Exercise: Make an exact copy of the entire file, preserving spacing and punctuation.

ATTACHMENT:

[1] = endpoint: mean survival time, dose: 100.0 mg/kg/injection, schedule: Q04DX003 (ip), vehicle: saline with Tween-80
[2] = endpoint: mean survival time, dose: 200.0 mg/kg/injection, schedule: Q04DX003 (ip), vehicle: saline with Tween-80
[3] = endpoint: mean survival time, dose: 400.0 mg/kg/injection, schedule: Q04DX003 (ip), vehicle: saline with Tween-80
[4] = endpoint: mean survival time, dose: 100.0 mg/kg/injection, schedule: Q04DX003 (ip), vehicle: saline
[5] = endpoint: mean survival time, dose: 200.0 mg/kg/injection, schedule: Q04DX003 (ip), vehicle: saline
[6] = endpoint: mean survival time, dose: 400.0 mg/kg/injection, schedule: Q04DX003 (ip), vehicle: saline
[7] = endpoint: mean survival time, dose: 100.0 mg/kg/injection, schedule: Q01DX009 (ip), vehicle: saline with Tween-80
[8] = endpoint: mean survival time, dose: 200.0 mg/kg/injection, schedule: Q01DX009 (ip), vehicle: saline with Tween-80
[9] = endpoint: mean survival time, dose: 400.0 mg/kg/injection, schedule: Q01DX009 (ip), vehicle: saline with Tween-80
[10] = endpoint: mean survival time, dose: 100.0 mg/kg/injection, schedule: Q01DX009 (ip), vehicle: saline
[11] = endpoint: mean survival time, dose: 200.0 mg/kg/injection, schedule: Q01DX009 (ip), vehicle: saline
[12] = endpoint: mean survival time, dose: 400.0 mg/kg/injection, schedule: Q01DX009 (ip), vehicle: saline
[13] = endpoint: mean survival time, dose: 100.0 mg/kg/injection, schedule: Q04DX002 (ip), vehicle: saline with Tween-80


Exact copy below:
[1] = endpoint: mean survival time, dose: 100.0 mg/kg/injection, schedule: Q04DX003 (ip), vehicle: saline with Tween-80
[2] = endpoint: mean survival time, dose: 200.0 mg/kg/injection, schedule: Q04DX003 (ip), vehicle: saline with Tween-80
[3] = endpoint: mean survival time, dose: 400.0 mg/kg/injection, schedule: Q04DX003 (ip), vehicle: saline with Tween-80
[4] = endpoint: mean survival time, dose: 100.0 mg/kg/injection, schedule: Q04DX003 (ip), vehicle: saline
[5] = endpoint: mean survival time, dose: 200.0 mg/kg/injection, schedule: Q04DX003 (ip), vehicle: saline
[6] = endpoint: mean survival time, dose: 400.0 mg/kg/injection, schedule: Q04DX003 (ip), vehicle: saline
[7] = endpoint: mean survival time, dose: 100.0 mg/kg/injection, schedule: Q01DX009 (ip), vehicle: saline with Tween-80
[8] = endpoint: mean survival time, dose: 200.0 mg/kg/injection, schedule: Q01DX009 (ip), vehicle: saline with Tween-80
[9] = endpoint: mean survival time, dose: 400.0 mg/kg/injection, schedule: Q01DX009 (ip), vehicle: saline with Tween-80
[10] = endpoint: mean survival time, dose: 100.0 mg/kg/injection, schedule: Q01DX009 (ip), vehicle: saline
[11] = endpoint: mean survival time, dose: 200.0 mg/kg/injection, schedule: Q01DX009 (ip), vehicle: saline
[12] = endpoint: mean survival time, dose: 400.0 mg/kg/injection, schedule: Q01DX009 (ip), vehicle: saline
[13] = endpoint: mean survival time, dose: 100.0 mg/kg/injection, schedule: Q04DX002 (ip), vehicle: saline with Tween-80